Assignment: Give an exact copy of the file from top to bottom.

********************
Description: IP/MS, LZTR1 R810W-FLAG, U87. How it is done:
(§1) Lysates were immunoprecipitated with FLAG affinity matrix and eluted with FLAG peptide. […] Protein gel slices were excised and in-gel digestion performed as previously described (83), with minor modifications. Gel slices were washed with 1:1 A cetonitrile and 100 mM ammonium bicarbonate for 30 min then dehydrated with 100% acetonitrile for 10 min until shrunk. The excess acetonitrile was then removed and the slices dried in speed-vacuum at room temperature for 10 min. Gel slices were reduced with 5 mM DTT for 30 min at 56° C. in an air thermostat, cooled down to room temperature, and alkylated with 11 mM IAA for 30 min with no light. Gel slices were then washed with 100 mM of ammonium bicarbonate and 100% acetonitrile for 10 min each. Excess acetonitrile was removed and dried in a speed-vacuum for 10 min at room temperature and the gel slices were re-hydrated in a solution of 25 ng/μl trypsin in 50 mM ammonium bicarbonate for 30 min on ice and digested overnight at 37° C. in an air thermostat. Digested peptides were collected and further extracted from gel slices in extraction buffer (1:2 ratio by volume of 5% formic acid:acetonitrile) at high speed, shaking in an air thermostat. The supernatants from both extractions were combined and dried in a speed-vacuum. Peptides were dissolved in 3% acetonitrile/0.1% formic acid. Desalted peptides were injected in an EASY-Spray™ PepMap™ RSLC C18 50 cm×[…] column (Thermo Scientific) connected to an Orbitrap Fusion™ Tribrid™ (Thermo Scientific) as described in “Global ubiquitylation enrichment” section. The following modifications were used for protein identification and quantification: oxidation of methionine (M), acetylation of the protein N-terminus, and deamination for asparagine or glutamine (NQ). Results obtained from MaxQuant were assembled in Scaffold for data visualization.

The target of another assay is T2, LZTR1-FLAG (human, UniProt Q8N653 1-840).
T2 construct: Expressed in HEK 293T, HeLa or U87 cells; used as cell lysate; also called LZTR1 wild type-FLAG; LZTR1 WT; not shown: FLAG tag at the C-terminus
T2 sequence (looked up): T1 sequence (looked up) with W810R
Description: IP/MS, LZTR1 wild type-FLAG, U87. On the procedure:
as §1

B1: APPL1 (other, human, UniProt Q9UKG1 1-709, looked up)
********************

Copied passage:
Description: IP/MS, LZTR1 R810W-FLAG, U87. How it is done:
(§1) Lysates were immunoprecipitated with FLAG affinity matrix and eluted with FLAG peptide. […] Protein gel slices were excised and in-gel digestion performed as previously described (83), with minor modifications. Gel slices were washed with 1:1 A cetonitrile and 100 mM ammonium bicarbonate for 30 min then dehydrated with 100% acetonitrile for 10 min until shrunk. The excess acetonitrile was then removed and the slices dried in speed-vacuum at room temperature for 10 min. Gel slices were reduced with 5 mM DTT for 30 min at 56° C. in an air thermostat, cooled down to room temperature, and alkylated with 11 mM IAA for 30 min with no light. Gel slices were then washed with 100 mM of ammonium bicarbonate and 100% acetonitrile for 10 min each. Excess acetonitrile was removed and dried in a speed-vacuum for 10 min at room temperature and the gel slices were re-hydrated in a solution of 25 ng/μl trypsin in 50 mM ammonium bicarbonate for 30 min on ice and digested overnight at 37° C. in an air thermostat. Digested peptides were collected and further extracted from gel slices in extraction buffer (1:2 ratio by volume of 5% formic acid:acetonitrile) at high speed, shaking in an air thermostat. The supernatants from both extractions were combined and dried in a speed-vacuum. Peptides were dissolved in 3% acetonitrile/0.1% formic acid. Desalted peptides were injected in an EASY-Spray™ PepMap™ RSLC C18 50 cm×[…] column (Thermo Scientific) connected to an Orbitrap Fusion™ Tribrid™ (Thermo Scientific) as described in “Global ubiquitylation enrichment” section. The following modifications were used for protein identification and quantification: oxidation of methionine (M), acetylation of the protein N-terminus, and deamination for asparagine or glutamine (NQ). Results obtained from MaxQuant were assembled in Scaffold for data visualization.

The target of another assay is T2, LZTR1-FLAG (human, UniProt Q8N653 1-840).
T2 construct: Expressed in HEK 293T, HeLa or U87 cells; used as cell lysate; also called LZTR1 wild type-FLAG; LZTR1 WT; not shown: FLAG tag at the C-terminus
T2 sequence (looked up): T1 sequence (looked up) with W810R
Description: IP/MS, LZTR1 wild type-FLAG, U87. On the procedure:
as §1

B1: APPL1 (other, human, UniProt Q9UKG1 1-709, looked up)